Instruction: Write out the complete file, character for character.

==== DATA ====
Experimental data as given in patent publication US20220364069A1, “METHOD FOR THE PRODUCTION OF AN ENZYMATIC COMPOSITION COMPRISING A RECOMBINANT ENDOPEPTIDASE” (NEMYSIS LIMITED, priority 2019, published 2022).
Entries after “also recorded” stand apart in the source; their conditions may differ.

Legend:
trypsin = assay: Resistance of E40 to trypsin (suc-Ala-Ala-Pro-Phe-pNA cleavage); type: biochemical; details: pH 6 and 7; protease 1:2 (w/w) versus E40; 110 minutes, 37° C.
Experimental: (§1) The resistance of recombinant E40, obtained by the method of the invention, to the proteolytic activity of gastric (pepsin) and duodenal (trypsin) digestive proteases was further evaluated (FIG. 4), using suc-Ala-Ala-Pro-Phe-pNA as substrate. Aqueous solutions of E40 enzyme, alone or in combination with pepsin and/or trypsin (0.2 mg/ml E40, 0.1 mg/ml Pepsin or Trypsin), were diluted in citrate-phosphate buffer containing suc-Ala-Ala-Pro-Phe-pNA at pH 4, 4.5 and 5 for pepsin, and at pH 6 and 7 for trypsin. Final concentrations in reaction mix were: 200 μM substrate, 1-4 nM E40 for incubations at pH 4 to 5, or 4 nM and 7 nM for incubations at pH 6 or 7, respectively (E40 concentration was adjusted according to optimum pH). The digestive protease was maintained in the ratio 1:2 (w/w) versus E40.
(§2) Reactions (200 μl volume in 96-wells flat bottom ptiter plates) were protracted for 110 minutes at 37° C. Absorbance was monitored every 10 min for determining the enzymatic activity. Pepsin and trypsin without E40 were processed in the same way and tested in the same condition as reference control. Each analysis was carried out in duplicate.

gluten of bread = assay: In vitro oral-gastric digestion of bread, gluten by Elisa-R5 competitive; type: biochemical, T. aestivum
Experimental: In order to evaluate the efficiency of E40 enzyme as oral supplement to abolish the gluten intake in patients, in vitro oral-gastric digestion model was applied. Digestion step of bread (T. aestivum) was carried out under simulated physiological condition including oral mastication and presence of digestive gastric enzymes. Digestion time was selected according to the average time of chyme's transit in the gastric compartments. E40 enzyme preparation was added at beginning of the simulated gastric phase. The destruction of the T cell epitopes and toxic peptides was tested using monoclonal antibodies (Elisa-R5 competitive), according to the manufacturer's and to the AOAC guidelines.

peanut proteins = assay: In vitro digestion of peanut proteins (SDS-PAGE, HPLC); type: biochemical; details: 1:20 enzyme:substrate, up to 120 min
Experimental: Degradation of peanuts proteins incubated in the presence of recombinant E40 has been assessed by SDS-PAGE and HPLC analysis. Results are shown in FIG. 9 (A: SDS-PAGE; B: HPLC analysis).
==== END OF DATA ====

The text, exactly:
Experimental data as given in patent publication US20220364069A1, “METHOD FOR THE PRODUCTION OF AN ENZYMATIC COMPOSITION COMPRISING A RECOMBINANT ENDOPEPTIDASE” (NEMYSIS LIMITED, priority 2019, published 2022).
Entries after “also recorded” stand apart in the source; their conditions may differ.

Legend:
trypsin = assay: Resistance of E40 to trypsin (suc-Ala-Ala-Pro-Phe-pNA cleavage); type: biochemical; details: pH 6 and 7; protease 1:2 (w/w) versus E40; 110 minutes, 37° C.
Experimental: (§1) The resistance of recombinant E40, obtained by the method of the invention, to the proteolytic activity of gastric (pepsin) and duodenal (trypsin) digestive proteases was further evaluated (FIG. 4), using suc-Ala-Ala-Pro-Phe-pNA as substrate. Aqueous solutions of E40 enzyme, alone or in combination with pepsin and/or trypsin (0.2 mg/ml E40, 0.1 mg/ml Pepsin or Trypsin), were diluted in citrate-phosphate buffer containing suc-Ala-Ala-Pro-Phe-pNA at pH 4, 4.5 and 5 for pepsin, and at pH 6 and 7 for trypsin. Final concentrations in reaction mix were: 200 μM substrate, 1-4 nM E40 for incubations at pH 4 to 5, or 4 nM and 7 nM for incubations at pH 6 or 7, respectively (E40 concentration was adjusted according to optimum pH). The digestive protease was maintained in the ratio 1:2 (w/w) versus E40.
(§2) Reactions (200 μl volume in 96-wells flat bottom ptiter plates) were protracted for 110 minutes at 37° C. Absorbance was monitored every 10 min for determining the enzymatic activity. Pepsin and trypsin without E40 were processed in the same way and tested in the same condition as reference control. Each analysis was carried out in duplicate.

gluten of bread = assay: In vitro oral-gastric digestion of bread, gluten by Elisa-R5 competitive; type: biochemical, T. aestivum
Experimental: In order to evaluate the efficiency of E40 enzyme as oral supplement to abolish the gluten intake in patients, in vitro oral-gastric digestion model was applied. Digestion step of bread (T. aestivum) was carried out under simulated physiological condition including oral mastication and presence of digestive gastric enzymes. Digestion time was selected according to the average time of chyme's transit in the gastric compartments. E40 enzyme preparation was added at beginning of the simulated gastric phase. The destruction of the T cell epitopes and toxic peptides was tested using monoclonal antibodies (Elisa-R5 competitive), according to the manufacturer's and to the AOAC guidelines.

peanut proteins = assay: In vitro digestion of peanut proteins (SDS-PAGE, HPLC); type: biochemical; details: 1:20 enzyme:substrate, up to 120 min
Experimental: Degradation of peanuts proteins incubated in the presence of recombinant E40 has been assessed by SDS-PAGE and HPLC analysis. Results are shown in FIG. 9 (A: SDS-PAGE; B: HPLC analysis).